1st Rabies Survivor Sans Vaccine Gives Birth To Bouncing Twins

1st Rabies Survivor Sans Vaccine Gives Birth To Bouncing Twins
Baby gabi menashe/Flickr CC BY 2.0

The first recorded person in the medical history to have survived rabies without a vaccine gave birth to healthy twins.


The Associated Press reported via the Washington Times, that the woman from Wisconsin, who was treated with an experimental medicine, was able to successfully deliver healthy twins at the St. Elizabeth Hospital in Appleton, Wisconsin Saturday.

The woman, identified as Jeanna Giese Frassetto, named her fraternal twins as Carly Ann and Connor Primo on. Jeanna is married to Scott Frassetto in 2014.

In her personal advocacy website, Jeanna recalled how she got bitten by a rabid bat in September 2, 2004. She wrote that it was a typical Sunday church service with her mom at a local church in the Fond du Lac, Wisconsin. A bat then suddenly entered the church and started flying around the churchgoers.

Like us on Facebook

Determined to save her, a medical team of doctors from the Children’s Hospital and the Medical College of Wisconsin has put her in an induced coma on top of the experimental drug. After the miraculous treatment, Jeanna regained consciousness, but lost some motor and cognitive functioning. The report noted that she had to relearn how to speak and walk.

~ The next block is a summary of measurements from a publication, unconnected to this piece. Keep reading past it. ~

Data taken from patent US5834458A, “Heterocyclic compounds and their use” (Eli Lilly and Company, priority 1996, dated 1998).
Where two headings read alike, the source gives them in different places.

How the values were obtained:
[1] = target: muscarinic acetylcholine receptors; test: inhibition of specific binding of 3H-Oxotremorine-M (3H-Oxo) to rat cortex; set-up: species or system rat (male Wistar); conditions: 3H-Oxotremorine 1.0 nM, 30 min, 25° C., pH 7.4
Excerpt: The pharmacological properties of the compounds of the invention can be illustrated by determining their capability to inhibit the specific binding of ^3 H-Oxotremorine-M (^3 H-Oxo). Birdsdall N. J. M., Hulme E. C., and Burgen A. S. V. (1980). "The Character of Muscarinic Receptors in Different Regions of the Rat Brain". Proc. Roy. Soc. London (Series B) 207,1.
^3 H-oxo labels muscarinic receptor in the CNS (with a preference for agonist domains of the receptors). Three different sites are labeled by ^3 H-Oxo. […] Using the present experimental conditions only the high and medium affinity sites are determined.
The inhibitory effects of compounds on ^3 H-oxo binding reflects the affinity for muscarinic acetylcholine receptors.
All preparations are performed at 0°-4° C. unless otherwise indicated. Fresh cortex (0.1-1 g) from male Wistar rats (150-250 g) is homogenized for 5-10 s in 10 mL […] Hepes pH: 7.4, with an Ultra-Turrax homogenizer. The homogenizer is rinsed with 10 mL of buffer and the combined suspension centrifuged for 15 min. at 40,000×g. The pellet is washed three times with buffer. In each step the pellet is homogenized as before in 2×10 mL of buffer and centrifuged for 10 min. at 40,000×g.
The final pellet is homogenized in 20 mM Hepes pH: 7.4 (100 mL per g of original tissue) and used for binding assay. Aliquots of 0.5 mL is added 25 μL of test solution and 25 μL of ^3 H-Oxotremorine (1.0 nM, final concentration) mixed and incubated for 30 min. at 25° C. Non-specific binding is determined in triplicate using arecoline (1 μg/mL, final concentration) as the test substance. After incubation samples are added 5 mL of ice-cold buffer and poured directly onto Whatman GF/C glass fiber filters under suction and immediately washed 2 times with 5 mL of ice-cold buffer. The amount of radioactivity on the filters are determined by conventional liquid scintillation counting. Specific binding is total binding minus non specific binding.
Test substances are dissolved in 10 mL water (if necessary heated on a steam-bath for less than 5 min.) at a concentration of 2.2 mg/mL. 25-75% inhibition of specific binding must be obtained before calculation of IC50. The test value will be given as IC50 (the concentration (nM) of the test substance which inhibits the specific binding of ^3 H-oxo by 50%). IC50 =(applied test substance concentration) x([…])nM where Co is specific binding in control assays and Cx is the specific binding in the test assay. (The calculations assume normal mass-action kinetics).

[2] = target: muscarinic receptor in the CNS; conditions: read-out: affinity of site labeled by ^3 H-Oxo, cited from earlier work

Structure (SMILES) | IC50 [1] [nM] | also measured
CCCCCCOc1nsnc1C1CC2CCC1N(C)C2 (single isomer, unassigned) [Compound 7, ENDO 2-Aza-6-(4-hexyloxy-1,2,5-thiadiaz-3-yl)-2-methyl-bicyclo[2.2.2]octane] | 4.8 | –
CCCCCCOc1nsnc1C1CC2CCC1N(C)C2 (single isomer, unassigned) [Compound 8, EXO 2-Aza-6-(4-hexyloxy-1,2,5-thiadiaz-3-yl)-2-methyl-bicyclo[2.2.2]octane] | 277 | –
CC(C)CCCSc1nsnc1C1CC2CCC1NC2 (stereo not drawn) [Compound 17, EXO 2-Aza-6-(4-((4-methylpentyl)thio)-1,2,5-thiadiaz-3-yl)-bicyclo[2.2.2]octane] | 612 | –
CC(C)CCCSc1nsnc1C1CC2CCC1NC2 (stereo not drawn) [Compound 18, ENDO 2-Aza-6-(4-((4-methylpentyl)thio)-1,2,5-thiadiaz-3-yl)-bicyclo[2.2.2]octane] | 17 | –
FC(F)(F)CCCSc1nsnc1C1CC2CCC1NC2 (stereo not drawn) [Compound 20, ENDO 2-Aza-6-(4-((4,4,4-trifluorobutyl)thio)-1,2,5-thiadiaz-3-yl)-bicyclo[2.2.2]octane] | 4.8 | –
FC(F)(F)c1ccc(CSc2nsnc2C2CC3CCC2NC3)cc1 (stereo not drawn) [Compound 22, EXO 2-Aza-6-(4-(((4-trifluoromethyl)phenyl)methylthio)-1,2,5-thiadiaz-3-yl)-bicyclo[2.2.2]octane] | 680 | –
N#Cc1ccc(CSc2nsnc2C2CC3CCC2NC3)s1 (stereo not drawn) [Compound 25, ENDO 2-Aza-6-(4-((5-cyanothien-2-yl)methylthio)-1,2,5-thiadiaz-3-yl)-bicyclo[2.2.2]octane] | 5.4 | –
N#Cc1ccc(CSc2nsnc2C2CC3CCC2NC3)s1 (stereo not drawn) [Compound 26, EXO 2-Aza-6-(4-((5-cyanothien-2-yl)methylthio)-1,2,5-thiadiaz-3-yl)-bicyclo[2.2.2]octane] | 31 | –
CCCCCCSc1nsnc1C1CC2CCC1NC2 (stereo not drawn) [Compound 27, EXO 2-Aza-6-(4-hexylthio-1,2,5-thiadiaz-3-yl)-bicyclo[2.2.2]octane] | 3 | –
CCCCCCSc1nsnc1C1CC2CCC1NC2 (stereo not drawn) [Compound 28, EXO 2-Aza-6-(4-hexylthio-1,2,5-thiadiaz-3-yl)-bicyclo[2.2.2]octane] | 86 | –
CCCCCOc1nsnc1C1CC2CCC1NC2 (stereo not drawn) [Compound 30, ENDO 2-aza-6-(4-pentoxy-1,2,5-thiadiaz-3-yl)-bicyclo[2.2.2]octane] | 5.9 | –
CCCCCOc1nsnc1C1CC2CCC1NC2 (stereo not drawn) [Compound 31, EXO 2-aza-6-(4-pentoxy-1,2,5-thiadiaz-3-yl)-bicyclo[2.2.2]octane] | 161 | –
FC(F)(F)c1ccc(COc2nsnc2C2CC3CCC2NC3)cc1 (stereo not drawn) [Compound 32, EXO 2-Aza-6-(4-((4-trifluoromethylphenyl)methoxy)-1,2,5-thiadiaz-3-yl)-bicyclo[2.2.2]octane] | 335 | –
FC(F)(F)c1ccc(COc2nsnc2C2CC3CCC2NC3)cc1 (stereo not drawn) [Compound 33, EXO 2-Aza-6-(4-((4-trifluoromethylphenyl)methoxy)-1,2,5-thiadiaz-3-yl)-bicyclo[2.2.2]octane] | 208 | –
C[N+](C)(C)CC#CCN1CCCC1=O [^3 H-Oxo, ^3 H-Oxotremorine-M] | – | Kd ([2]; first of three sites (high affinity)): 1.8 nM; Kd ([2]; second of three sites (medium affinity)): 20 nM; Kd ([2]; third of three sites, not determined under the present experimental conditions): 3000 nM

“Our family is very blessed to have these children. We are lucky to have such beautiful babies,” Jeanna said in a statement as quoted by the Fox 11 News.

According to the Centers for Disease Control and Prevention (CDC), rabies is a preventable disease that affects mammals. It is mostly transmitted by wild rabid animals, such as dogs, cats, and bats, among others. This dreaded disease, which affects a person’s central nervous system, can be prevented by anti-rabies shots. In 2013, at least 5,865 reported cases of rabies death were recorded in 49 states and in Puerto Rico, CDC data showed.

Also read:  Pediatric Deaths Recorded As 10 States Battle Flu-like Illnesses – CDC

Want to get updated with the latest health news? Subscribe to our newsletter or follow us on Twitter and Facebook.